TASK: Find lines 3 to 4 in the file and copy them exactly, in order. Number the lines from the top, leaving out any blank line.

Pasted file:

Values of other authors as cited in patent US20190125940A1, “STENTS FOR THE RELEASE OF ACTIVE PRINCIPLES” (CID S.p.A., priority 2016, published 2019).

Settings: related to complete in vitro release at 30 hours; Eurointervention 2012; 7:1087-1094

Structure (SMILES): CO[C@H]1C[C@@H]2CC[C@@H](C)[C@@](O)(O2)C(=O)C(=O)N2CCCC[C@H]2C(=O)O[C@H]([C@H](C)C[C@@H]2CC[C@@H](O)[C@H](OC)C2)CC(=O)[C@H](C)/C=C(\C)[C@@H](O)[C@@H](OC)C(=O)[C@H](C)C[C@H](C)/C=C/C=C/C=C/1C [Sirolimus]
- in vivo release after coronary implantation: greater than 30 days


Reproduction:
Structure (SMILES): CO[C@H]1C[C@@H]2CC[C@@H](C)[C@@](O)(O2)C(=O)C(=O)N2CCCC[C@H]2C(=O)O[C@H]([C@H](C)C[C@@H]2CC[C@@H](O)[C@H](OC)C2)CC(=O)[C@H](C)/C=C(\C)[C@@H](O)[C@@H](OC)C(=O)[C@H](C)C[C@H](C)/C=C/C=C/C=C/1C [Sirolimus]
- in vivo release after coronary implantation: greater than 30 days